Difference in neural response to social exclusion observation and subsequent altruism between adolescents and adults.

Publication Type:

Journal Article


Neuropsychologia (2017)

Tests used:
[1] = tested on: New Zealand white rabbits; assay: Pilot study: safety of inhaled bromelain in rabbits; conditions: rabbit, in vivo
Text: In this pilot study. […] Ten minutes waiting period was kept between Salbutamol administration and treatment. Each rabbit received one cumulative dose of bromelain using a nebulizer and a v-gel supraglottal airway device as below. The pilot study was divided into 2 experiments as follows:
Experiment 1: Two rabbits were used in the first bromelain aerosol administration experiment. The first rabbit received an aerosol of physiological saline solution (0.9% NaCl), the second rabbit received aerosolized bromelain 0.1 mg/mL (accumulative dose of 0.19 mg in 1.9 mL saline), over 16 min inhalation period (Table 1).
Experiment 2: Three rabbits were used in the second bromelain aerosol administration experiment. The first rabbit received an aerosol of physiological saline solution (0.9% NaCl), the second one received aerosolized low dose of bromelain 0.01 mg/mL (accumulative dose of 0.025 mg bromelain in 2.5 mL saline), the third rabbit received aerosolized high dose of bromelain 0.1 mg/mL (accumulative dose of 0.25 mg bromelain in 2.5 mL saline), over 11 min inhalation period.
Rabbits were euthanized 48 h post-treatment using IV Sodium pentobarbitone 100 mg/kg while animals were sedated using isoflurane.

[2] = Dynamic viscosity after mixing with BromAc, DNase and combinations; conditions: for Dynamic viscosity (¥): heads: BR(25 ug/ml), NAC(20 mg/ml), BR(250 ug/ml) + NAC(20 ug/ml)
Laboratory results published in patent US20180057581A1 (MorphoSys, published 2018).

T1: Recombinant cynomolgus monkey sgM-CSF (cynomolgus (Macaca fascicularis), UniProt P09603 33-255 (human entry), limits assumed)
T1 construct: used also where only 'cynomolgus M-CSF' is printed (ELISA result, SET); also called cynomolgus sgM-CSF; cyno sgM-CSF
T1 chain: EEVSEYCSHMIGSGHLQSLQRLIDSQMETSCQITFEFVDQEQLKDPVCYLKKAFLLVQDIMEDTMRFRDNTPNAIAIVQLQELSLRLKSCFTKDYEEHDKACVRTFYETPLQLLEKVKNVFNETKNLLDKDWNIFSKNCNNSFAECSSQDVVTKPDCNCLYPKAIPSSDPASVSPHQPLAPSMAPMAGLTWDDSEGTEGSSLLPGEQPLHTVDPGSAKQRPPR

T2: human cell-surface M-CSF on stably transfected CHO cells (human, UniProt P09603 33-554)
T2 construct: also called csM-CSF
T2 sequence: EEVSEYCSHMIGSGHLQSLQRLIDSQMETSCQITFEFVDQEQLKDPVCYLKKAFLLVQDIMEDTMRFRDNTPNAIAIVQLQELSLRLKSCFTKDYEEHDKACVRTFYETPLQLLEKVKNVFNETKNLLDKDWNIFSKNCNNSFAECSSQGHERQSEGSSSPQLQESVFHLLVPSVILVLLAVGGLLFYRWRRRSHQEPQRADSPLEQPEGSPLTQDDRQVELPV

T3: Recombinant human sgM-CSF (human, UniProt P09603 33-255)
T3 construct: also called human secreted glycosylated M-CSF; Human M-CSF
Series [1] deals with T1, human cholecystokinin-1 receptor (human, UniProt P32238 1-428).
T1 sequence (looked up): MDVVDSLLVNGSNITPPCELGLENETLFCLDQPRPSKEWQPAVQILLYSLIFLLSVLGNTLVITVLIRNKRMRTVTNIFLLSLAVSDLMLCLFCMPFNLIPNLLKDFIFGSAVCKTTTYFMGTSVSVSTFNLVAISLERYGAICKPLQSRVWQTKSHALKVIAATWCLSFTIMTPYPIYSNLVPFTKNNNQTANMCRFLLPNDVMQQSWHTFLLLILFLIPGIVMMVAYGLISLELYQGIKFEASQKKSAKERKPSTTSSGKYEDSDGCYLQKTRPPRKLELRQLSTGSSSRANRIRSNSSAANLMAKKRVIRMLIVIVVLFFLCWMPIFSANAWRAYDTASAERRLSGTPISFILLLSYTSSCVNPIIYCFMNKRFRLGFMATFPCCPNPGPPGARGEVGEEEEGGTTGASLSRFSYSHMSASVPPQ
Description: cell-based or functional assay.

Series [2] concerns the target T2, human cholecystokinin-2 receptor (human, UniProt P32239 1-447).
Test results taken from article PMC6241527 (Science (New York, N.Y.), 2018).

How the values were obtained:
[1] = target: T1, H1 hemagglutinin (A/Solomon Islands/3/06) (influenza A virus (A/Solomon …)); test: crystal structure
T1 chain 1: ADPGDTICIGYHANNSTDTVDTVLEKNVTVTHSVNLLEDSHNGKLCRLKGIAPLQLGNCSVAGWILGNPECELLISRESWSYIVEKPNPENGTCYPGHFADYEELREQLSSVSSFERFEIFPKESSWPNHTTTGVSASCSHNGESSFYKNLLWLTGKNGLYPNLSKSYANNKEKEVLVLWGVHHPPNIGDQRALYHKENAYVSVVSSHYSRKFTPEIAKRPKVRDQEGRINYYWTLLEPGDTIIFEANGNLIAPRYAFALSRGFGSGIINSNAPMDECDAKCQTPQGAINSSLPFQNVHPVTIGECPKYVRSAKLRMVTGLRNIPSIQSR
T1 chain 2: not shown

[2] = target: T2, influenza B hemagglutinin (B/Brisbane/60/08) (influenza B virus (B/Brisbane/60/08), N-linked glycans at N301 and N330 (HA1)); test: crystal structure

<p>Empathy and prosocial behaviors toward peers promote successful social development and creation of significant long-term relationships, but surprisingly little is known about the maturation of these skills during the period of adolescence. As the majority of studies have used questionnaires or pain observation paradigms, it remains unknown whether the empathic response of adolescents differs from that of adults in a paradigm that is closer to everyday life. In the current study, fMRI was used to examine the neural correlates of social exclusion observation and subsequent prosocial behavior in 20 adolescents (aged 12-17 years) and 20 adults (aged 22-30 years) while playing a ball-tossing game with what they believed to be real individuals. Observing someone being excluded compared to observing equal inclusion of all players elicited a significantly higher activation of the IFG (pars triangularis) in adults compared to adolescents. When given the opportunity to directly help the excluded player during the game, adolescents showed significantly less prosocial behavior than adults, which was underpinned by a significantly lower activity in the right temporoparietal junction, medial/dorsomedial prefrontal cortex and fusiform face area. These findings might indicate that adolescents have a lower propensity to take the victim's perspective and share his or her distress when witnessing social exclusion, which leads to a lower altruistic motivation to help. The factors that could generate what can be interpreted as a downward modulation of empathy during adolescence are discussed.</p>

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